The iPhones of Fall

These days, Apple is more properly thought of as a fashion label, not an electronics company.

When Apple launched the iPhone 4 in 2010, the company’s website featured large images of the device with the text “This changes everything. Again.” Change has been a constant refrain in Apple’s marketing over the years. The famous 1984 Macintosh ads framed the computer as an agent of revolution. And the “Think Different” ads of the 1990s implied that purchasing… read more

On the iPhone: The Anxiety of Openness

The openness of web applications demonstrates the real treachery of the iPhone's closed platform

This is the first in a series of short editorials on the iPhone, which I’ll be writing occasionally. Now that the geekqueues of iDay have come and gone, perhaps we can start talking more seriously about the device without all the fanboy ardor. For some of us who have not (yet) adopted the iPhone, one major disappointment is its status… read more

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Future Ennui

As we march onwards towards wearables and alerts on our wrists, we're no longer shocked by technological progress, but rather exhausted by it.

It’s been seven years since the first launch of the iPhone. Before that, smartphones were a curiosity, mostly an affectation of would-be executives—Blackberry and Treo and so forth. Not even a decade ago, they were wild and feral. Today, smartphones are fully domesticated. Tigers made kittens, which we now pet ceaselessly. Over two-thirds of Americans own them, and they have… read more

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My Phone is Dying

On elderly iPhones

Everyone knows that iPhones are manufactured with planned obsolescence built in: processors and RAM allocations that can’t keep up with operating system upgrades purposely designed not to account for earlier models. Apple makes too much of its profits from hardware sales, so handsets have become akin to fashion seasons. Hardware upgrades entail power and capacity. The new activities made possible… read more

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What Do We Save When We Save the Internet?

We cannot champion Network Neutrality without admitting that the Internet is no Utopia.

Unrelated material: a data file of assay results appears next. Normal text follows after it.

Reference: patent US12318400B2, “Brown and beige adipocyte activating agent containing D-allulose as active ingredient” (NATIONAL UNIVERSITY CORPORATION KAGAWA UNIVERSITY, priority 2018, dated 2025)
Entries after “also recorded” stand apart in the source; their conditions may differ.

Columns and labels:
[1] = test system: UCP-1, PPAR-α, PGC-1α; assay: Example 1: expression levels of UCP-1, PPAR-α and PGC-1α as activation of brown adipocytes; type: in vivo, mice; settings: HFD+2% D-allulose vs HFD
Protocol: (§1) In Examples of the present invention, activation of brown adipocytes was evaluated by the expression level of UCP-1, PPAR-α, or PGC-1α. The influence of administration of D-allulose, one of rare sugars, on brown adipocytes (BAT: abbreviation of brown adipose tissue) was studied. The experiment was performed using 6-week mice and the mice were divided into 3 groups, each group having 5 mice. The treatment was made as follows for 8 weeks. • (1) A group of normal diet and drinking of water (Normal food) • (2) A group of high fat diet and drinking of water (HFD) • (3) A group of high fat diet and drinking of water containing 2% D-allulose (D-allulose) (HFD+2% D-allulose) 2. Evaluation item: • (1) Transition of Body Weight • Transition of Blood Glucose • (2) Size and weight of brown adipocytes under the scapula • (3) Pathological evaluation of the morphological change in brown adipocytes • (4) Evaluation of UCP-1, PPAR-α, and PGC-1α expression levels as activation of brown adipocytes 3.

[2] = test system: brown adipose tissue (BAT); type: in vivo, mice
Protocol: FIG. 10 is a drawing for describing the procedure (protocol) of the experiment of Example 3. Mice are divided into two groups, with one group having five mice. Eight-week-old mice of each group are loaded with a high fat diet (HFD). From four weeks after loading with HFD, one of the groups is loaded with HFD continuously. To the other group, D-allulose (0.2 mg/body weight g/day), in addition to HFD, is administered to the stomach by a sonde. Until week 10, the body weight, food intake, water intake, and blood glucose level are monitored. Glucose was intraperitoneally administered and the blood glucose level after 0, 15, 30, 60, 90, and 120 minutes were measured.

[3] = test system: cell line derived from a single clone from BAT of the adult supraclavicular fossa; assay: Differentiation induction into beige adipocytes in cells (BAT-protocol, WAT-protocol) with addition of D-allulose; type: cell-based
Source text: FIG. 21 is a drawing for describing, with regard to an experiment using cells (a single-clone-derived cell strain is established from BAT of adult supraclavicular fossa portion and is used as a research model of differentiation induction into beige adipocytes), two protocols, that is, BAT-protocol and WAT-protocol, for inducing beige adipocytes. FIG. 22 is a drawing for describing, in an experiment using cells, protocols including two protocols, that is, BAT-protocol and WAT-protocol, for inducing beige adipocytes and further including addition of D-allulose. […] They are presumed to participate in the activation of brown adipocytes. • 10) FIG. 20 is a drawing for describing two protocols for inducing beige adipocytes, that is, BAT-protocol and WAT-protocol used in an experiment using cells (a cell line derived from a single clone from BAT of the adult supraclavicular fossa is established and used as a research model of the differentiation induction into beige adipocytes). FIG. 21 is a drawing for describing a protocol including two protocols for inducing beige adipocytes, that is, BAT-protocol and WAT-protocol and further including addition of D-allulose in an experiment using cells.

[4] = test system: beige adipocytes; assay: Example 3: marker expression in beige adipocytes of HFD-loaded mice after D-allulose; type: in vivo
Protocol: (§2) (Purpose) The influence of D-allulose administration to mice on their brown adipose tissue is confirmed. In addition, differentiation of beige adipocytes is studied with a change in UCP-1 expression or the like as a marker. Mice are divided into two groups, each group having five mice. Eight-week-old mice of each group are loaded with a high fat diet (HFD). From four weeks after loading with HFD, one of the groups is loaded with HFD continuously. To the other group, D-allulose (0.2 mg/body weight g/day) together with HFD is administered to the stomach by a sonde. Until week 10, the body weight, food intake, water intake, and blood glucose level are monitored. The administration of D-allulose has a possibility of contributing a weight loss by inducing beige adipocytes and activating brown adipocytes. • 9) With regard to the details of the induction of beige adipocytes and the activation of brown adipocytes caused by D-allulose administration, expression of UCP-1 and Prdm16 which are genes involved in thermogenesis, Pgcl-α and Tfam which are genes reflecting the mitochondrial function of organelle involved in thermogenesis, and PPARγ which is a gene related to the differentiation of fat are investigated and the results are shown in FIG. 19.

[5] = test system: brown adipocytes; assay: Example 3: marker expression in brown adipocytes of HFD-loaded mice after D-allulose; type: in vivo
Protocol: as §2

Think about regret as if it were sin. Some regrets are mild, but acute. The regret associated with choosing the wrong supermarket checkout lane, or buying an outfit that you notice goes on sale the next week—these seem woeful. They chafe, but their pains are pin pricks that soon subside. These are venial regrets. Regret is more severe when it steeps… read more

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The Future of Luxury: Avoiding People

Services like Silvercar, Uber, and pay-to-play airline VIP programs help keep the new aristocracy away from the rabble

When I power on my phone upon landing at LAX, a text message is already waiting for me: “Hi Ian, Silvercar here! We have your res at 1:00pm today. Let’s roll!” Silvercar rents a fleet of silver Audi A4s at airports in Austin, Dallas, Los Angeles, and San Francisco. A slogan speaks plainly on the company’s behalf: “car rental that doesn’t… read more

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The Squalid Grace of Flappy Bird

Why playing stupid games staves off existential despair

Games are grotesque. I’m not talking about games like Grand Theft Auto or Manhunt, games whose subjects are moral turpitude, games that that ask players to murder, maim, or destroy. I mean games in general, the form we call “games.” Games are gross, revolting heaps of arbitrary anguish. Games are encounters with squalor. You don’t play a game to experience an… read more

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Hyperemployment

or the Exhausting Work of the Technology User

In 1930, the economist John Maynard Keynes famously argued that by the time a century had passed, developed societies would be able to replace work with leisure thanks to widespread wealth and surplus. “We shall do more things for ourselves than is usual with the rich to-day,” he wrote, “only too glad to have small duties and tasks and routines.” Eighty years… read more

The Rudeness of Importance

Op-ed in the Atlanta Journal Constitution

Everyone’s been there: you’re having a face-to-face conversation when your interlocutor reaches for her smartphone. Just as often you’re the culprit: pawing your iPhone at family dinner, stealing glances at Facebook during a business meeting. It took fifty years for computers to move from office basements to handbags, and scarcely five more for them to enter our pockets. Now we… read more

Announcing Object Lessons

An essay and book series on the hidden lives of things

Earlier this week we launched Object Lessons, an essay and book series on the hidden lives of ordinary objects, published by The Atlantic and Bloomsbury and edited by me and Chris Schaberg. We’ve been working on getting this going for months, and I’m excited to finally be able to unleash it on you. Here’s how it works: Object Lessons invites… read more